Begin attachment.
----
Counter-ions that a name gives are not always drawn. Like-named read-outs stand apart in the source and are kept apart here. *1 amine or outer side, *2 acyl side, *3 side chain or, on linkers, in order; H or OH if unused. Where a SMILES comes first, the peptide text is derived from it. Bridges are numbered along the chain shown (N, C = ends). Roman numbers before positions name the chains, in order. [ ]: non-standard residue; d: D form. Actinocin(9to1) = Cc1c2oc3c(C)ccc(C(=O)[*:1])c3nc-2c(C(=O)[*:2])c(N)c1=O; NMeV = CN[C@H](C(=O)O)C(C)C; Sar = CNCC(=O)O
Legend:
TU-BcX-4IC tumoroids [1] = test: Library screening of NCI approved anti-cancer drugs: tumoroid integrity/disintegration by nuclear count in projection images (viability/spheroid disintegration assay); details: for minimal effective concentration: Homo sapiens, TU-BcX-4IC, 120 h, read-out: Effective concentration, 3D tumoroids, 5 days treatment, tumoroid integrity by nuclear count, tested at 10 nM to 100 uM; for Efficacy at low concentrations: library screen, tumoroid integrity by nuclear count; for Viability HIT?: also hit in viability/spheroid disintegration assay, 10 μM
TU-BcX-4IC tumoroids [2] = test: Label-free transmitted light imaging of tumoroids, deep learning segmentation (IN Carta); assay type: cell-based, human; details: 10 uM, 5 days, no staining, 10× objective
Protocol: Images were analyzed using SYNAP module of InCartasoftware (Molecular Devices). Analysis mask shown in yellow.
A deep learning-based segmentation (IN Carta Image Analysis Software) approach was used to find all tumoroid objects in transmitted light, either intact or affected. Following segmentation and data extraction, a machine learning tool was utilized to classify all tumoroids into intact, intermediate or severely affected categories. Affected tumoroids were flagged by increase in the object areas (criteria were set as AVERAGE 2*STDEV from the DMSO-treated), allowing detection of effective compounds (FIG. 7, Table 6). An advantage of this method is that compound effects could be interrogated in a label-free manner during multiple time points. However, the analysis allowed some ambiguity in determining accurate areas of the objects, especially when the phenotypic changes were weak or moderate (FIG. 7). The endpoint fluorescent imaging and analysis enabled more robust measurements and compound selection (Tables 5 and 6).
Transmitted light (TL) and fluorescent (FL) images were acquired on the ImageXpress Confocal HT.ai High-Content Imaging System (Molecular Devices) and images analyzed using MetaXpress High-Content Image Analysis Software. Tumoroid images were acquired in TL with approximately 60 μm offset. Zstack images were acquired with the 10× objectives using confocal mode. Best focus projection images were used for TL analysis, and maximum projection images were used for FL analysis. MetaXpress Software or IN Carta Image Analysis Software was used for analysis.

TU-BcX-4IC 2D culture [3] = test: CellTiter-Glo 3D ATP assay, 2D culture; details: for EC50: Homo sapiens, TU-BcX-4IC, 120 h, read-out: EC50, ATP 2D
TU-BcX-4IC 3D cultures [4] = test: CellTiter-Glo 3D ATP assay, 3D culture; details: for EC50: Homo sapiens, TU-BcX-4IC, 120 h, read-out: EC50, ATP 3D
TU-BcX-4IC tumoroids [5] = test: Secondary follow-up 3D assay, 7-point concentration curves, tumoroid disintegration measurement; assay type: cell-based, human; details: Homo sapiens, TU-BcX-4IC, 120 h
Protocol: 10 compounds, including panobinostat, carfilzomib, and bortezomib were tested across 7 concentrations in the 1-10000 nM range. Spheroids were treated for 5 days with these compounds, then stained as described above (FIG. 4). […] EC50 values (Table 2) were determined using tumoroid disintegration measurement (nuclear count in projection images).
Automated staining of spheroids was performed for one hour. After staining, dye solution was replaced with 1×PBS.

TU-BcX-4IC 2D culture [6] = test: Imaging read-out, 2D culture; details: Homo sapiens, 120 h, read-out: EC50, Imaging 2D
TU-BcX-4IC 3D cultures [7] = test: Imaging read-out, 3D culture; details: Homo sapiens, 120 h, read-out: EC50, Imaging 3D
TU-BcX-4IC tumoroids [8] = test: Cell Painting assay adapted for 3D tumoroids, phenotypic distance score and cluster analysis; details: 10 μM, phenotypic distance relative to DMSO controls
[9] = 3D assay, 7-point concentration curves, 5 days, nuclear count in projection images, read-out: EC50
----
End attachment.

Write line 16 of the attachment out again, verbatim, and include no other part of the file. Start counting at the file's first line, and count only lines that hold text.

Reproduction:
[9] = 3D assay, 7-point concentration curves, 5 days, nuclear count in projection images, read-out: EC50